Under the name D1V, Divya Sharma, who seems to be of South Asian descent, uses a platform called Glitch to livestream herself playing Reclaim the Sun from the New Jersey apartment she shares with her single mother. She is just starting to gain sponsors and make some much-needed money from her channel—helping her mom to pay rent—when a group calling themselves Vox Populi begins to harass her. Aaron Jericho, a Honduran-Palestinian teen from Philadelphia, would much rather develop video games than follow his doctor mother into medicine. His big break might be working for ManaPunk, a company formed by a friend who seems to be doing very well. When D1V and Aaron meet online while playing Reclaim, a friendship blossoms, but as Divya’s online harassment moves into the real world and she finds herself physically at risk, Aaron feels helpless to defend her. Through Divya and Aaron’s alternating voices, Smith (The Girl and the Grove) tackles the difficult topics of sexual and racial harassment online and in gaming communities while diving into the world of live-stream gaming. Aaron is a far more robust character, with motivations and an emotional depth that are missing from Divya’s characterization. Still, Smith realistically juxtaposes the benefits of online relationships with the dangers of doxxing and other types of virtual harassment, underlining Divya’s strength and determination online and IRL. Ages 13–up. Agent: Dawn Frederick, Red Sofa Literary. (Jan.)
"Wonderfully geeky and deeply compassionate, Don't Read the Comments is a heartwarming tale of finding your community and following your dreams."—Marieke Nijkamp, #1 New York Times bestselling author of This Is Where it Ends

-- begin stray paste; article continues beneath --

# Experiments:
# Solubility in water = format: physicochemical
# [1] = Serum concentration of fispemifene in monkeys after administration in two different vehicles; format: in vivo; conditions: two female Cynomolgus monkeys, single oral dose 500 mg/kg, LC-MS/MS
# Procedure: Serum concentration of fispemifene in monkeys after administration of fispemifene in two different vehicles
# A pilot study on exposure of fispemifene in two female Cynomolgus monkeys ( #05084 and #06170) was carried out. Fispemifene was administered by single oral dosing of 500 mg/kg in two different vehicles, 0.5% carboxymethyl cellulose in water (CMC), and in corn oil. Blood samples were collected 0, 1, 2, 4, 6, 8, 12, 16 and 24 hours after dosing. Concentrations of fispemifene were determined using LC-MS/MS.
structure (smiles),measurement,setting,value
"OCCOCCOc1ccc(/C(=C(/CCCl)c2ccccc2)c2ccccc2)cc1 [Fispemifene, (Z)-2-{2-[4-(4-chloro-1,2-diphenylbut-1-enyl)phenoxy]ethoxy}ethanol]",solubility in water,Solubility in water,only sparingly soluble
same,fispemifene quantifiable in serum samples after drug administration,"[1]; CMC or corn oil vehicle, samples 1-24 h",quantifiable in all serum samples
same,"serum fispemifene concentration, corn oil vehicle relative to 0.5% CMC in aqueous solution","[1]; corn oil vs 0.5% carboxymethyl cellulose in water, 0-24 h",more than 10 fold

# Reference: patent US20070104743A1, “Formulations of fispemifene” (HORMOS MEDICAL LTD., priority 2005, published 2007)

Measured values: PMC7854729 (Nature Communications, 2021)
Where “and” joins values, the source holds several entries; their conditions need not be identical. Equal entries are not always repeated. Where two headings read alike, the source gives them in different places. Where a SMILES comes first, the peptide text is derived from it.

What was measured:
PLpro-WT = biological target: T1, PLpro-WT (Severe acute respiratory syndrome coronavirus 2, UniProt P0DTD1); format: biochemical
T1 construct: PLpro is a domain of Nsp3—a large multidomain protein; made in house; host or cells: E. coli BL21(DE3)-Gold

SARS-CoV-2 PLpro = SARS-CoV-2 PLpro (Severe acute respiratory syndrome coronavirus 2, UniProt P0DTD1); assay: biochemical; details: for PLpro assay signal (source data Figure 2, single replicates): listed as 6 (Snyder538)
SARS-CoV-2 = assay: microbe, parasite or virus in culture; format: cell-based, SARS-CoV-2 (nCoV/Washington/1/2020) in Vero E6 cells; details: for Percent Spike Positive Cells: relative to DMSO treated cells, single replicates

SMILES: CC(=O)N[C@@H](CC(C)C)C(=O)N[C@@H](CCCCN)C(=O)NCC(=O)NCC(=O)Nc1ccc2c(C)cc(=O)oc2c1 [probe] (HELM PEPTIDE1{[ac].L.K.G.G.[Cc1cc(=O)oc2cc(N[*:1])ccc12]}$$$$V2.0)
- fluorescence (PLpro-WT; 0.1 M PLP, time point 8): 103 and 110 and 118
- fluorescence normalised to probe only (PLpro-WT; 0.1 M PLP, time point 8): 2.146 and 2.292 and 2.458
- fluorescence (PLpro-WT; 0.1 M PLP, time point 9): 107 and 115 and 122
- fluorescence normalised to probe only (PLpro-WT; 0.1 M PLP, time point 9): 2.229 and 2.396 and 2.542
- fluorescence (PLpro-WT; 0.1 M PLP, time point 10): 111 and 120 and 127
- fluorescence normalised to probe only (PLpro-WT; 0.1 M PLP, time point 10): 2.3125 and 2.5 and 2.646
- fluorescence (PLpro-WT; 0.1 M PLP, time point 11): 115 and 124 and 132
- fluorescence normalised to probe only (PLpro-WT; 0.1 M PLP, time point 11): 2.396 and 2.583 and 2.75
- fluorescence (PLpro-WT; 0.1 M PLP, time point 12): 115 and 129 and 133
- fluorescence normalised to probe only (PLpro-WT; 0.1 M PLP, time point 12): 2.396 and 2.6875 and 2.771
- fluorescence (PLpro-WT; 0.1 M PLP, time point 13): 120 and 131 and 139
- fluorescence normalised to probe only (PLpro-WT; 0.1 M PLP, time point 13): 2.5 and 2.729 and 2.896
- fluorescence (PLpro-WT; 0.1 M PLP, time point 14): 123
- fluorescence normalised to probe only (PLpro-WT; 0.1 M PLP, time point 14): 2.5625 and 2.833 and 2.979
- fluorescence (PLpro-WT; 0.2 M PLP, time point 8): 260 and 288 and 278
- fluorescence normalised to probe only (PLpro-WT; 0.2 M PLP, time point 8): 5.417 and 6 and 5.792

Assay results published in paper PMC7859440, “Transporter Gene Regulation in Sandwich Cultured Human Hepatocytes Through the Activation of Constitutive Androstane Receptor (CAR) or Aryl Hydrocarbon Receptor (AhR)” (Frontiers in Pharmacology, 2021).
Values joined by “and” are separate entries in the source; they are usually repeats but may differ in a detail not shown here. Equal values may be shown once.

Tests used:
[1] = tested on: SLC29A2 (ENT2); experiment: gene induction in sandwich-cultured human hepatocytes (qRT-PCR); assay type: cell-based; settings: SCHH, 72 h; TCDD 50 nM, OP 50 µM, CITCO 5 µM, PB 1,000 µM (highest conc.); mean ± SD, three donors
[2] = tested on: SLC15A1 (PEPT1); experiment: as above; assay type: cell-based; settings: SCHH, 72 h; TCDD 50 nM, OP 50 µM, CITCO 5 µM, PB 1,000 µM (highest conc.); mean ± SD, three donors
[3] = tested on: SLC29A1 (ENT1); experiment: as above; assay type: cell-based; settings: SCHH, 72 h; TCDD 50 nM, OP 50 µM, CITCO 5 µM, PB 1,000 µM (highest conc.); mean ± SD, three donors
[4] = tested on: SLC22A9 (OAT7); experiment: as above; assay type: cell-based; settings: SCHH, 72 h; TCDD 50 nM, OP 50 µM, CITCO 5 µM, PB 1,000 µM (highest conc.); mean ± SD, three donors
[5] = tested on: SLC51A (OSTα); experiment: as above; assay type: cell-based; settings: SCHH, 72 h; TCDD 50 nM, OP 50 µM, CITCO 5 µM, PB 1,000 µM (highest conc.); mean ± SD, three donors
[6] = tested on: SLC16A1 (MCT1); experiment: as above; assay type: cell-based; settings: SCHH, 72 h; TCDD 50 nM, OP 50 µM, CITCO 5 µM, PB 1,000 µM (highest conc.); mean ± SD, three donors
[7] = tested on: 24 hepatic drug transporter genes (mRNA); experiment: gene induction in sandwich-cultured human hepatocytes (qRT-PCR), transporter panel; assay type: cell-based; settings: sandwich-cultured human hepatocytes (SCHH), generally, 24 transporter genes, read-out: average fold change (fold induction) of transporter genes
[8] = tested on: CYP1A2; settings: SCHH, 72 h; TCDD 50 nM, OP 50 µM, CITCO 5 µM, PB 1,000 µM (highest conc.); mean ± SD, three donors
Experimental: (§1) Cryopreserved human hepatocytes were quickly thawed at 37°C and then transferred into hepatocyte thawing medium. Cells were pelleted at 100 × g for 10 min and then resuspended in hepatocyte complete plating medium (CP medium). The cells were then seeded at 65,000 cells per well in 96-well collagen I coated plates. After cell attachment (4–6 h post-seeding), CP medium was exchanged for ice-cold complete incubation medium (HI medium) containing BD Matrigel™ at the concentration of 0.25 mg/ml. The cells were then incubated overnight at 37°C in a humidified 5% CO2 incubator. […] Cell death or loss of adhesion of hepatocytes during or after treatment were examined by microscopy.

"Don't Read the Comments is a modern-to-the-minute adventure about rising above expectations of family, class, and social media, to find your true destiny and grab it by the controller."—Whitney Gardner, award-winning author of You're Welcome, Universe
"Don't Read the Comments has so much heart: the kind that makes you fall in love, and the kind that makes your breath short. If you're not already a gamer, you might be after this book. And if you need a little hope, Eric Smith delivers the sunshine."—Olivia A. Cole, author of A Conspiracy of Stars
"Smith's (contributor: Color Outside the Lines, 2019, etc.) characters are achingly sincere, and his smooth and witty dialogue's a pleasure to read. He artfully immerses the reader in the world of gaming, building characters and settings that are fun and compelling to read."—Kirkus Reviews
"Smith realistically juxtaposes the benefits of online relationships with the dangers of doxxing and other types of virtual harassment, underlining Divya’s strength and determination online and IRL."—Publishers Weekly
"A solid pick for fans of Ernest Cline’s Ready Player One looking for something a little more immediate to our times. A worthy purchase for communities where nerd and gaming culture thrive."—School Library Journal
"This novel offers a complex examination of racism, sexism, and toxic masculinity in gaming, as well as a celebration of friendship and family."—Booklist